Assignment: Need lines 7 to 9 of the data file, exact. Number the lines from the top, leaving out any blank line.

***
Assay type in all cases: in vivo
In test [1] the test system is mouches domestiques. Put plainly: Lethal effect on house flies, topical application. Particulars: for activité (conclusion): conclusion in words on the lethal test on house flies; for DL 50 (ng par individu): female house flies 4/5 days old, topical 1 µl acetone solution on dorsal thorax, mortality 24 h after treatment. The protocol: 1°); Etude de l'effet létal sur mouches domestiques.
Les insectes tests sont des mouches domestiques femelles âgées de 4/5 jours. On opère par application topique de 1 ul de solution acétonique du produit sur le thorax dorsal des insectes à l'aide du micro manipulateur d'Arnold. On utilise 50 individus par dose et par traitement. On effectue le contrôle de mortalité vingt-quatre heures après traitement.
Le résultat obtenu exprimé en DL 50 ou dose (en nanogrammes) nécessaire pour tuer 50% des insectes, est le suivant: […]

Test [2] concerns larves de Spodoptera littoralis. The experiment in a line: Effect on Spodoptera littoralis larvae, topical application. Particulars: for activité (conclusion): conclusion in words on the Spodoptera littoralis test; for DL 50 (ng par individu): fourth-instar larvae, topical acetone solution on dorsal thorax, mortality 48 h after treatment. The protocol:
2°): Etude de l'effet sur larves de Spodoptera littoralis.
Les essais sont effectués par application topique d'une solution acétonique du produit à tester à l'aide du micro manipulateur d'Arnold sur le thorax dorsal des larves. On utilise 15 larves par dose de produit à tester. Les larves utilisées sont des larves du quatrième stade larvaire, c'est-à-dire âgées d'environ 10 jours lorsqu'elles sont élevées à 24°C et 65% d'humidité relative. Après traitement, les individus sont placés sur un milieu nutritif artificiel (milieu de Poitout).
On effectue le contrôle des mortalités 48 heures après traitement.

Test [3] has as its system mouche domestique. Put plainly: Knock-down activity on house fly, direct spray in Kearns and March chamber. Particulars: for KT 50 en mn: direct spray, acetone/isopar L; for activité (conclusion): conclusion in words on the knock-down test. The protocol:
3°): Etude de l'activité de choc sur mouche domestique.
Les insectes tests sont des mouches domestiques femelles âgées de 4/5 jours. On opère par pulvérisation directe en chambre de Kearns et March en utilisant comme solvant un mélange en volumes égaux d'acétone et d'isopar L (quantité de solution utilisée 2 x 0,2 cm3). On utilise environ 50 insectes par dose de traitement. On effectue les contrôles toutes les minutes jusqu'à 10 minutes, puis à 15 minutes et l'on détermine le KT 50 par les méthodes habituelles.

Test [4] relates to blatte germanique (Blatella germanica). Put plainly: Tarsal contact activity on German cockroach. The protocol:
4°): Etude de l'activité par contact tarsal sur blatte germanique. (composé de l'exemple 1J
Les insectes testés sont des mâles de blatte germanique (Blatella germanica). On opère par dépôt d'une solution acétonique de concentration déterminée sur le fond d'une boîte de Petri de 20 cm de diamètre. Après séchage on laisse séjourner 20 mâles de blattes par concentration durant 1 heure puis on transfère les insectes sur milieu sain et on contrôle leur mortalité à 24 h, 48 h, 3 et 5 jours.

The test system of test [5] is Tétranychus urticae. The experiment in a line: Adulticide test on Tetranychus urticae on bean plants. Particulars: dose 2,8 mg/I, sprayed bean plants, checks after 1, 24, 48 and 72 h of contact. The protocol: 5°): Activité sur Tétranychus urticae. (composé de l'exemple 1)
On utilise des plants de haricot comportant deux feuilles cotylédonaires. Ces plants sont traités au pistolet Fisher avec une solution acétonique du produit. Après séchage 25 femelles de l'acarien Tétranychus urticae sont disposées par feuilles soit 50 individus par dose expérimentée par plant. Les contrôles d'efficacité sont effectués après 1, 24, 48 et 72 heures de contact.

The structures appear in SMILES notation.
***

Les essais sont effectués par application topique d'une solution acétonique du produit à tester à l'aide du micro manipulateur d'Arnold sur le thorax dorsal des larves. On utilise 15 larves par dose de produit à tester. Les larves utilisées sont des larves du quatrième stade larvaire, c'est-à-dire âgées d'environ 10 jours lorsqu'elles sont élevées à 24°C et 65% d'humidité relative. Après traitement, les individus sont placés sur un milieu nutritif artificiel (milieu de Poitout).
On effectue le contrôle des mortalités 48 heures après traitement.

Test [3] has as its system mouche domestique. Put plainly: Knock-down activity on house fly, direct spray in Kearns and March chamber. Particulars: for KT 50 en mn: direct spray, acetone/isopar L; for activité (conclusion): conclusion in words on the knock-down test. The protocol: